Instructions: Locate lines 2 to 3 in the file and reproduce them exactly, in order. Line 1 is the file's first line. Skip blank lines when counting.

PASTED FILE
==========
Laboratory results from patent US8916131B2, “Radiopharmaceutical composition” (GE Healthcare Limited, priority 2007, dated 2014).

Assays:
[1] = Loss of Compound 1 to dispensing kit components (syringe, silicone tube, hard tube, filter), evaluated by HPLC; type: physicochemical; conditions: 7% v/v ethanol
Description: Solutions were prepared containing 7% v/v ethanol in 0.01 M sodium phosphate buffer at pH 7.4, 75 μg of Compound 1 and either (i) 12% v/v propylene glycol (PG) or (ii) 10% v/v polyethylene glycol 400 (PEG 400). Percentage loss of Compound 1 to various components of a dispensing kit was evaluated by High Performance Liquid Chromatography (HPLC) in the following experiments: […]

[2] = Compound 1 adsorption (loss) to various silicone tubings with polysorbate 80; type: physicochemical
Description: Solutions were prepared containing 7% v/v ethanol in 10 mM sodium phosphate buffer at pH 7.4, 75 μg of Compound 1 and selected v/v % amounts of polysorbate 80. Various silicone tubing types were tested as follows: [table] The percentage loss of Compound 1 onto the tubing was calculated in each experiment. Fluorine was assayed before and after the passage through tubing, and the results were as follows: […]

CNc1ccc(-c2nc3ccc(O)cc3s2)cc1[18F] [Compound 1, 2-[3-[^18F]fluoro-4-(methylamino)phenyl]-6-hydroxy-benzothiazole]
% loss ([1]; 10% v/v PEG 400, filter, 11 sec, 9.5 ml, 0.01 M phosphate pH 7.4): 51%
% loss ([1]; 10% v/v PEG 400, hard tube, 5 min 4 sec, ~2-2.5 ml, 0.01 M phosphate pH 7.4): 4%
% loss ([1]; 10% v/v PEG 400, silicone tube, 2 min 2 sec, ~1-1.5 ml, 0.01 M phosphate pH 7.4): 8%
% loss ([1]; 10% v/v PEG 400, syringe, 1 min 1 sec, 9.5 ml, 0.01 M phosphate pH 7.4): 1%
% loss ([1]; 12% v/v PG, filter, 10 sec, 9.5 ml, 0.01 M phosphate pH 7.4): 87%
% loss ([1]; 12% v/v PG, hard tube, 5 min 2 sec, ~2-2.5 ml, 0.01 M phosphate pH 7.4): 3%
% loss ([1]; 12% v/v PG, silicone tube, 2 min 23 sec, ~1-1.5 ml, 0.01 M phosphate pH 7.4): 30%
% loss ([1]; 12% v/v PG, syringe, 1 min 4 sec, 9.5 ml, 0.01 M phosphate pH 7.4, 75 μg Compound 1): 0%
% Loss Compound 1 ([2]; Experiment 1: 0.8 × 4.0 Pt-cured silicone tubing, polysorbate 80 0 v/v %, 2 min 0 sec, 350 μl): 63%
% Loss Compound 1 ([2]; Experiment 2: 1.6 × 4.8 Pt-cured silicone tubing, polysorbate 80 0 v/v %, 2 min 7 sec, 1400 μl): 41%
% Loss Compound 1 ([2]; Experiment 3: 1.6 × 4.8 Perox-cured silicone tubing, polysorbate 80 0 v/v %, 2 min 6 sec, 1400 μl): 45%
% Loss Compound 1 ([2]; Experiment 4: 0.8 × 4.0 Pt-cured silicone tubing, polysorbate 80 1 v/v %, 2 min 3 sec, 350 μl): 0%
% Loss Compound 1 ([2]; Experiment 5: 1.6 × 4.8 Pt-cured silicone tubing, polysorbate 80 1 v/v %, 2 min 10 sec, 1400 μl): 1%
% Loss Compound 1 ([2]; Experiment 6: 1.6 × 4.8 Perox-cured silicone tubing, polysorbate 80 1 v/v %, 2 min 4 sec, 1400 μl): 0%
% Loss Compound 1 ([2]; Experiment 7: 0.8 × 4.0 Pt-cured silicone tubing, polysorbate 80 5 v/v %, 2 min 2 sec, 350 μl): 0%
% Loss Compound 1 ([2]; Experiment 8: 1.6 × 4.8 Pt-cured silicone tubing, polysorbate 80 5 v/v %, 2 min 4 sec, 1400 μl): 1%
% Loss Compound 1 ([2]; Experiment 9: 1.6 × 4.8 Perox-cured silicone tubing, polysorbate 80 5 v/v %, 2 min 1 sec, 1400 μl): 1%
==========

Assays:
[1] = Loss of Compound 1 to dispensing kit components (syringe, silicone tube, hard tube, filter), evaluated by HPLC; type: physicochemical; conditions: 7% v/v ethanol